War of the Worlds

2006-01-11 Thread Rob Seaman

I see Steve Allen has already supplied a thorough answer.  Interested
individuals might also scrounge through the list archives (http://
rom.usno.navy.mil/archives/leapsecs.html) since the topic has come up
before.  In fact, Demetrios Matsakis speculated on solar system wide
timescales even before this list was started.  My own skepticism over
more extreme flights of fancy is expressed under Future Directions
in http://iraf.noao.edu/~seaman/leap.

On Jan 11, 2006, at 7:01 AM, Daniel R. Tobias wrote:


If, however, this Martian second is actually defined as a
particular multiple of the SI second, then the use of leap seconds
on Mars would ultimately be necessary to account for any future
changes in the length of the Martian day.


That is indeed the issue.  Is there anybody from the geophysics side
who can comment on long term trends in Martian length of day?

I don't have an envelope large enough, but there are various issues
to consider.  The Hurtling Moons of Barsoom are much smaller than our
own and should have a negligible tidal breaking effect.  (See http://
www.freemars.org/mars/marssys.html, for instance, for their
interesting history.)  And do the Earth's oceans mediate our Moon's
breaking or is that a crustal phenomenon?  (The Earth-Moon system
should better be regarded as a double planet, than planet and
satellite.)  On the other hand, Mars passes much closer to Jupiter,
the 800 pound gorilla of the solar system, but then it is further
from King Kong - the Sun, that is - and tides are an inverse cube
effect.  But Mars is much smaller and has a smaller moment of inertia
in the first place - but then Mars is much smaller and the lever
arm to grapple with it is less pronounced.

Taken all together, one suspects that LOD(Mars) is many orders of
magnitude more constant than LOD(Earth).  One would not be
flabbergasted to be utterly wrong, however.

Hopeful news for John Carter fans:

   http://filmforce.ign.com/articles/679/679046p1.html

Rob


Re: War of the Worlds

2006-01-11 Thread John Cowan
Rob Seaman scripsit:

 I don't have an envelope large enough, but there are various issues
 to consider.  The Hurtling Moons of Barsoom are much smaller than our
 own and should have a negligible tidal breaking effect.  (See http://
 www.freemars.org/mars/marssys.html, for instance, for their
 interesting history.)  And do the Earth's oceans mediate our Moon's
 breaking or is that a crustal phenomenon?  (The Earth-Moon system
 should better be regarded as a double planet, than planet and
 satellite.)  On the other hand, Mars passes much closer to Jupiter,
 the 800 pound gorilla of the solar system, but then it is further
 from King Kong - the Sun, that is - and tides are an inverse cube
 effect.  But Mars is much smaller and has a smaller moment of inertia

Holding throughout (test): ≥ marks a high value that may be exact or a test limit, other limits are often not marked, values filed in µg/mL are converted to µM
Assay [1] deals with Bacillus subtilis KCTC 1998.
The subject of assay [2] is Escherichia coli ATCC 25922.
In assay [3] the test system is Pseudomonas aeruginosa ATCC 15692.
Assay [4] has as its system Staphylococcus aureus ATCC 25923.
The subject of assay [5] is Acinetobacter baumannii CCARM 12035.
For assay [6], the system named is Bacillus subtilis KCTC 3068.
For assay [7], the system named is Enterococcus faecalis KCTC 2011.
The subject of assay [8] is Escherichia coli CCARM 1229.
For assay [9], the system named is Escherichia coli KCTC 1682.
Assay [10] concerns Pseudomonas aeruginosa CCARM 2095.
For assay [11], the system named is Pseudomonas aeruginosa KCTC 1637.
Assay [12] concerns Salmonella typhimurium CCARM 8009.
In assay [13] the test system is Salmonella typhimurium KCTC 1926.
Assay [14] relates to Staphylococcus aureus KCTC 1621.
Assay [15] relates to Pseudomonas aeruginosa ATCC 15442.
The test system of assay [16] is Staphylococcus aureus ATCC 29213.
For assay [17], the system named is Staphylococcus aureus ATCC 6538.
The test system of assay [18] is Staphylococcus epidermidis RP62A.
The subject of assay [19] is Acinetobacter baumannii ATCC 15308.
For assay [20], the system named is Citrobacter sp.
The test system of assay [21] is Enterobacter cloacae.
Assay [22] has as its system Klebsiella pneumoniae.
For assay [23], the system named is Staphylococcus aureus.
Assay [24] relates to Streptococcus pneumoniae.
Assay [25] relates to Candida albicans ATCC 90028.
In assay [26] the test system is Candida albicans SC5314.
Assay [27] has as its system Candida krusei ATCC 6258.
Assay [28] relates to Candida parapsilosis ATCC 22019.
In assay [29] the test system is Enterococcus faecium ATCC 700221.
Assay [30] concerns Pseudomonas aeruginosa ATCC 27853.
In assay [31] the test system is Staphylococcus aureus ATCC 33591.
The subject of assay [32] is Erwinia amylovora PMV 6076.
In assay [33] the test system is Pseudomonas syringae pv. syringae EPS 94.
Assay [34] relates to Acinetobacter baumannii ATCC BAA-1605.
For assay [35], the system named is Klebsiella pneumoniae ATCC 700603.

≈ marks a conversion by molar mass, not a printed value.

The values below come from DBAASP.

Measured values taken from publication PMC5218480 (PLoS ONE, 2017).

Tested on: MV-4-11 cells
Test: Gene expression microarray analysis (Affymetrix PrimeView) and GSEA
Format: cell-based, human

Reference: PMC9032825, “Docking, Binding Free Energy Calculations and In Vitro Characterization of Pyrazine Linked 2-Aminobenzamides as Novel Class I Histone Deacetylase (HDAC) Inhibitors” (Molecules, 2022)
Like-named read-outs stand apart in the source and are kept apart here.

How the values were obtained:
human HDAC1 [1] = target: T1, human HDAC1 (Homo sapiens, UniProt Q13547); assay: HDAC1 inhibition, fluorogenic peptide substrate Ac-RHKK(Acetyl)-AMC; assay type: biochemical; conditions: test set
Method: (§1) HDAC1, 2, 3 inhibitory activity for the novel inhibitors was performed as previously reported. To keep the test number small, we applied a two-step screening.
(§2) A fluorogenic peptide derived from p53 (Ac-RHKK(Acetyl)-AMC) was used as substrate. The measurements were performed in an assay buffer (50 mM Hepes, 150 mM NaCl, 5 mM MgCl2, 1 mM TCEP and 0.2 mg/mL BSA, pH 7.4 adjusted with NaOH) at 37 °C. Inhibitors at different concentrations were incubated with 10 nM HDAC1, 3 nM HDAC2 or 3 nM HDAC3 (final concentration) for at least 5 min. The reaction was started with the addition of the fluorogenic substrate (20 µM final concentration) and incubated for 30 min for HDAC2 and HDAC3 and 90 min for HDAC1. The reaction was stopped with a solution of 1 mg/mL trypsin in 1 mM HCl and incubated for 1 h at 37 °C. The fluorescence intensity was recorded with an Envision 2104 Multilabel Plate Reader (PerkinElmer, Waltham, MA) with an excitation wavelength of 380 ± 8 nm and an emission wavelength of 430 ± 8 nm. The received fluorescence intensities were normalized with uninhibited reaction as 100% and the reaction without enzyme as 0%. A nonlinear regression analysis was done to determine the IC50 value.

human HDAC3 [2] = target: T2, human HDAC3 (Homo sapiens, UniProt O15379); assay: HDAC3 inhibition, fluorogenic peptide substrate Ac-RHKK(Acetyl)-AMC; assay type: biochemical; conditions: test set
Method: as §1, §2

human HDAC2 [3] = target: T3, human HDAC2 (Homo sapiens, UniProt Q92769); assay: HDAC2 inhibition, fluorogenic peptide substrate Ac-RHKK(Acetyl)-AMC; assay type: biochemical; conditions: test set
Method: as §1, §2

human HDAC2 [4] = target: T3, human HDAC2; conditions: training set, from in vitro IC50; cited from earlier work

in the first place - but then Mars is much smaller and the lever
 arm to grapple with it is less pronounced.

 Taken all together, one suspects that LOD(Mars) is many orders of
 magnitude more constant than LOD(Earth).  One would not be
 flabbergasted to be utterly wrong, however.

I wouldn't be too quick to dismiss tidal braking from Phobos.  It's
awfully close to Mars, and tidal braking is as you say an inverse-cube
effect.  The formula (kai Wikipedia) is (2GMmr)/R^3, where M and m are
the masses, r is the radius of the primary, and R is the orbital radius
of the secondary.  The mass of the Earth-Moon system is eight orders of
magnitude larger than the Mars-Phobos system, and the radius of Earth
is only twice the radius of Mars, but the ratio of the cubed orbital
radii is five orders larger for Phobos than for the Moon.  So the tidal
acceleration of the Moon toward the Earth is only some three orders larger
than Phobos's toward Mars.  That puts the effect in the same ballpark.
How much difference in actual slowing can be attributed to Earth's ocean
and Mars's lack of one I don't know.

(See http://www.madsci.org/posts/archives/oct98/908453811.As.r.html for
the relevant masses and radii.)

--
Eric Raymond is the Margaret Mead   John Cowan
of the Open Source movement.[EMAIL PROTECTED]
--Bruce Perens, http://www.ccil.org/~cowan
  some years agohttp://www.reutershealth.com


Re: War of the Worlds

2006-01-11 Thread Neal McBurnett
I referenced this page, but missed the most interesting part of it:

http://www.exo.net/~pauld/physics/tides/tidalevolution.htm

 The height of a tidal bulge on a planet is proportional to the
 inverse cube of the distance between the planet and the object
 causing the tidal bulge. The torque which slows down the planet is
 proportional to the inverse sixth power of the distance.

presumably because the the same third power works both on the size of
the bulge and the differential pull on the bulge.  That suggests that
Phobos might raise a lower tide than the sun, but yet have a greater
tidal braking effect.  But I expect the speed of response of the
planet to the tidal force could still play a role in comparing the
Phobos and solar effects.

Data on the speed of change of the orbit of Phobos combined with the
conservation of angular momentum should give a good handle on the size
of the effect from Phobox.

http://en.wikipedia.org/wiki/Phobos_%28moon%29
  tidal forces are lowering its orbit, currently at the rate of about